Dear Doctor

Dear Medical Professional,

You will ask about his medical history,
And I will repeat the story I have told 100 times or more,
The details fine tuned to the essentials I know you need:
He was born full term,
He has a 7 year old brother who is fit and well,
He is allergic to penicillin. 

You will ask me what happened,
And I will answer:
He is 6 years old.
He wasn't breathing for 7 minutes.
I gave him mouth to mouth.

I will hand over a careful typed piece of A4 paper.
It will tell you his hospital number,
The things he is allergic to,
A list of medications and doses.
You will take it and smile.
You'll tell me I make your job easier.

I will stand calm,
And in control.  You see my demeanour,
my hospital bags packed and ready,
And you say,
You've done this before.
I'll nod and say many times.

But remember this; That 6 year old is my baby.

That boy with the oxygen,
And the wires,
And the tubes,
Is my son.

I watched him turn blue. The first time,
The fifth time,
The hundred and fifty fifth time...
It was still …

The Unpredictability of Seizures

The uncertainty and unpredictability of Hugh's condition is probably the hardest thing to cope with. I can never truly relax. And when I do, he likes to remind me just why I need to worry. He really keeps me on my toes. 

When his seizures were daily or weekly, I knew where I stood. There was always another one coming; we just didn't know if it would be hours or days away. We lived in a heightened state of awareness; always ready, always prepared. The hospital bag was always packed. We simply waited for the next seizure and responded when it happened. It was hard work, really hard work. But it was predictable. 

Now we go months between seizures, and I'm grateful for that, I really am. I'm grateful for all the 'normal' days we've had; the days we can go out as a family; the days where we've laughed and played and had fun. These were the things we missed when Hugh was really bad so I know how lucky we are to have them. But the thing is, I get used to it, I *feel* normal. I make plans. I take my eye off the ball.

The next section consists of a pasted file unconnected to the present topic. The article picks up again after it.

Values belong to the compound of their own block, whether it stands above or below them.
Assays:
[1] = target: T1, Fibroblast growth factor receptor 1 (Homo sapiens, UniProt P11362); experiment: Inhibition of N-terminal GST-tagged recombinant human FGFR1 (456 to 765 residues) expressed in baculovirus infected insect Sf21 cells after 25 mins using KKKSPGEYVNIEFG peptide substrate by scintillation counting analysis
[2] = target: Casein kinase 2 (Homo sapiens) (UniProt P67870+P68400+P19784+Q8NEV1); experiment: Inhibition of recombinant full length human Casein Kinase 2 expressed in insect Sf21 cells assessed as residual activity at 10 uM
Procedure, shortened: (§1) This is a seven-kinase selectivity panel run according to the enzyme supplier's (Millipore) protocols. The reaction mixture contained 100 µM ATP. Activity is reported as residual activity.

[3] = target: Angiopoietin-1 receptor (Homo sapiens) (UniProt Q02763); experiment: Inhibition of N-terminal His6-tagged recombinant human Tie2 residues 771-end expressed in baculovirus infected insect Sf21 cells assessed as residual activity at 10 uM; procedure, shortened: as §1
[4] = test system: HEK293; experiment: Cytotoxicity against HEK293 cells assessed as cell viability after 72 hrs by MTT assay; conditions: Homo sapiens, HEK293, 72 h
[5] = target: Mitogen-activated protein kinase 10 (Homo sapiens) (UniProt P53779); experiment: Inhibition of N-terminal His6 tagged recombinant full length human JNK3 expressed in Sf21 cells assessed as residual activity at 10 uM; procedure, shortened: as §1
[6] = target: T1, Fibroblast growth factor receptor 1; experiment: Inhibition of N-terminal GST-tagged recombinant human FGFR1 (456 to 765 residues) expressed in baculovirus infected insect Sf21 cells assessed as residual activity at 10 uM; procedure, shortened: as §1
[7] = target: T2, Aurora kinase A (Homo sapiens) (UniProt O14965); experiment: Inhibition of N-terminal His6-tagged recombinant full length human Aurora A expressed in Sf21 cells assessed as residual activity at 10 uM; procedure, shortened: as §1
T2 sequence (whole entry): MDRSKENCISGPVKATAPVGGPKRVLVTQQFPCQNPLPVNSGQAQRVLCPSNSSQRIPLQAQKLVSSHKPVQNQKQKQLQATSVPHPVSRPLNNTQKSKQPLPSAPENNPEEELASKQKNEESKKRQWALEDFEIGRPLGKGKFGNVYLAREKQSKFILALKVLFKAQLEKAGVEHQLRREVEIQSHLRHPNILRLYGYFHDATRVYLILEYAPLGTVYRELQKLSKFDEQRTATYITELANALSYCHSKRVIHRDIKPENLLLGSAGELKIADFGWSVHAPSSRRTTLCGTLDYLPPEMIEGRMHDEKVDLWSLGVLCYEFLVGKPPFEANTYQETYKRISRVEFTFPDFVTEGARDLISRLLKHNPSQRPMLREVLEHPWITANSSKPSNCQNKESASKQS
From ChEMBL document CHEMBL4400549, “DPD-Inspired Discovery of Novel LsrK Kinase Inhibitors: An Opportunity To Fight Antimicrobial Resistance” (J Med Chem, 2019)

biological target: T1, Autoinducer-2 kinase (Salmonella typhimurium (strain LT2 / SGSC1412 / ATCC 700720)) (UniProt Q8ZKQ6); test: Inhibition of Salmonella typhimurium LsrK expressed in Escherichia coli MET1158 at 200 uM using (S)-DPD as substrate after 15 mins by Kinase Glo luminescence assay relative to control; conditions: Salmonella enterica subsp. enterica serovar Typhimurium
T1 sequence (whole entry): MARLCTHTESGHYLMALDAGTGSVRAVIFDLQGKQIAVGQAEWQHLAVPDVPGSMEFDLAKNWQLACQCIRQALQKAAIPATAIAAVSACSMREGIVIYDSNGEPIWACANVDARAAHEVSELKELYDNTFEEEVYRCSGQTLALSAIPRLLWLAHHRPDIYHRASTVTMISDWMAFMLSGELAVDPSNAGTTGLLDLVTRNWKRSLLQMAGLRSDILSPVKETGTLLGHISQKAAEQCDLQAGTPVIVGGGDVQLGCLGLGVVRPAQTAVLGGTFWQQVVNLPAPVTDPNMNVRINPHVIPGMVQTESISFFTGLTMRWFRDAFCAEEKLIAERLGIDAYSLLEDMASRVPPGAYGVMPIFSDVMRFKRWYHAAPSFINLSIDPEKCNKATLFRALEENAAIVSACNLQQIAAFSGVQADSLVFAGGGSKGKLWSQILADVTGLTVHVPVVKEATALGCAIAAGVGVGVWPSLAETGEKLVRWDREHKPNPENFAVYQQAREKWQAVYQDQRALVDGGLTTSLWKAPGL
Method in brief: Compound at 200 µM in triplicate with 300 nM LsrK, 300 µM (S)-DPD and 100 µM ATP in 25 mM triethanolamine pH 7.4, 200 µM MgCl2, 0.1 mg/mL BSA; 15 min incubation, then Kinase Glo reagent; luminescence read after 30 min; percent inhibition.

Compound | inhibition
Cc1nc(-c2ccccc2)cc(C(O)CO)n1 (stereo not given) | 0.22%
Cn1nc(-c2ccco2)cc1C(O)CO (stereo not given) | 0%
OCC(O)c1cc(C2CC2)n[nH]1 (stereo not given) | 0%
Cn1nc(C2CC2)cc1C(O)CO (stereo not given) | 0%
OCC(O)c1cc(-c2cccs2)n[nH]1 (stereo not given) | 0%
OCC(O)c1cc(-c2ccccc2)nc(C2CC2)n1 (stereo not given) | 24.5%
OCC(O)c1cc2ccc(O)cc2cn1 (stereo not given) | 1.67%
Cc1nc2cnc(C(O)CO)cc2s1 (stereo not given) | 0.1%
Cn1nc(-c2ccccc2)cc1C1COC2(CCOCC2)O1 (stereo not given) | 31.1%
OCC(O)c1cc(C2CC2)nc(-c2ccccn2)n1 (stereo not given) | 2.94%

And then out of the blue, it starts again. Months of stability and he needs resuscitating twice in the night. 

It never gets easier. I never get used to it. It breaks my heart and terrifies me beyond belief. This time he was in acorns, our children's hospice. We'd taken his big brother Sean out for a meal as a treat. Just as we were going to bed they rang to say Hugh had stopped breathing. 

It's been three months since he last needed resuscitating. Three months where he's been stable. Three months where I start to hope that maybe, just maybe, it won't happen again. 

We've been encouraged to write an advanced care plan for Hugh. This, depressingly, is a plan which outlines what we'd like for his end-of-life care, what level of resuscitation he should have and what happens, when ... You know ... After.  I've resisted. I don't want to think about it. But when he's well it feels a little safer to discuss it. 

After three months without needing resuscitation it feels like a hypothetical scenario. Last week I booked a meeting to discuss his advanced care plan. The meeting is tomorrow.

Today it doesn't feel like such a hypothetical discussion. Today, again, it all feels terrifyingly relevant.


Comments

  1. Aw, Ill be thinking of you, Emma. Sending lots of love and a big hug to one of my favourite warrior mums.. xx

    ReplyDelete
    Replies
    1. Thanks Michelle, I appreciate it. Xxx

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